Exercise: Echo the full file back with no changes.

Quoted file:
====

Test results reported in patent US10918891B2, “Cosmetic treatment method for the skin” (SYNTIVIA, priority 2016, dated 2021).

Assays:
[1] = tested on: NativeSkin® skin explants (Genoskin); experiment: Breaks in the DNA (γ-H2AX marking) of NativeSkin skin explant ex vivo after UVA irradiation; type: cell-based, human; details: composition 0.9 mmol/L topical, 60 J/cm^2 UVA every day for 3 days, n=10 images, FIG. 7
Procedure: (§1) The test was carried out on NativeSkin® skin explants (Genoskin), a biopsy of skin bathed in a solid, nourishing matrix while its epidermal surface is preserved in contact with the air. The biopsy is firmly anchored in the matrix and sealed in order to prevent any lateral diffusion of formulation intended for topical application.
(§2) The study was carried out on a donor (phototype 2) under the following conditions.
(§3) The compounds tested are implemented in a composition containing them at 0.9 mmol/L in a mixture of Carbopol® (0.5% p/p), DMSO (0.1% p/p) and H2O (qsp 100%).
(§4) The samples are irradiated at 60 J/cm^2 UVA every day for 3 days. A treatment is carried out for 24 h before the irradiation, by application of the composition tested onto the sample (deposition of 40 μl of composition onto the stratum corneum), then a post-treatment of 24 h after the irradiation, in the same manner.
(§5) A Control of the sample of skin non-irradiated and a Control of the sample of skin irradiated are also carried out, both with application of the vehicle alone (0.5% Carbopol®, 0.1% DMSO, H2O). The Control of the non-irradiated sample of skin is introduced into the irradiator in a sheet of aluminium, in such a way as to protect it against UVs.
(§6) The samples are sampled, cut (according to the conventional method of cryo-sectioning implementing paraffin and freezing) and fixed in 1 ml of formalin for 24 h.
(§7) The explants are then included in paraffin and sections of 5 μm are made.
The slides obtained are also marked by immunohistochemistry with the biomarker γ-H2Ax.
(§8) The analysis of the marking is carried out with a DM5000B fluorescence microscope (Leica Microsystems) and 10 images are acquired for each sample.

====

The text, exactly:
Test results reported in patent US10918891B2, “Cosmetic treatment method for the skin” (SYNTIVIA, priority 2016, dated 2021).

Assays:
[1] = tested on: NativeSkin® skin explants (Genoskin); experiment: Breaks in the DNA (γ-H2AX marking) of NativeSkin skin explant ex vivo after UVA irradiation; type: cell-based, human; details: composition 0.9 mmol/L topical, 60 J/cm^2 UVA every day for 3 days, n=10 images, FIG. 7
Procedure: (§1) The test was carried out on NativeSkin® skin explants (Genoskin), a biopsy of skin bathed in a solid, nourishing matrix while its epidermal surface is preserved in contact with the air. The biopsy is firmly anchored in the matrix and sealed in order to prevent any lateral diffusion of formulation intended for topical application.
(§2) The study was carried out on a donor (phototype 2) under the following conditions.
(§3) The compounds tested are implemented in a composition containing them at 0.9 mmol/L in a mixture of Carbopol® (0.5% p/p), DMSO (0.1% p/p) and H2O (qsp 100%).
(§4) The samples are irradiated at 60 J/cm^2 UVA every day for 3 days. A treatment is carried out for 24 h before the irradiation, by application of the composition tested onto the sample (deposition of 40 μl of composition onto the stratum corneum), then a post-treatment of 24 h after the irradiation, in the same manner.
(§5) A Control of the sample of skin non-irradiated and a Control of the sample of skin irradiated are also carried out, both with application of the vehicle alone (0.5% Carbopol®, 0.1% DMSO, H2O). The Control of the non-irradiated sample of skin is introduced into the irradiator in a sheet of aluminium, in such a way as to protect it against UVs.
(§6) The samples are sampled, cut (according to the conventional method of cryo-sectioning implementing paraffin and freezing) and fixed in 1 ml of formalin for 24 h.
(§7) The explants are then included in paraffin and sections of 5 μm are made.
The slides obtained are also marked by immunohistochemistry with the biomarker γ-H2Ax.
(§8) The analysis of the marking is carried out with a DM5000B fluorescence microscope (Leica Microsystems) and 10 images are acquired for each sample.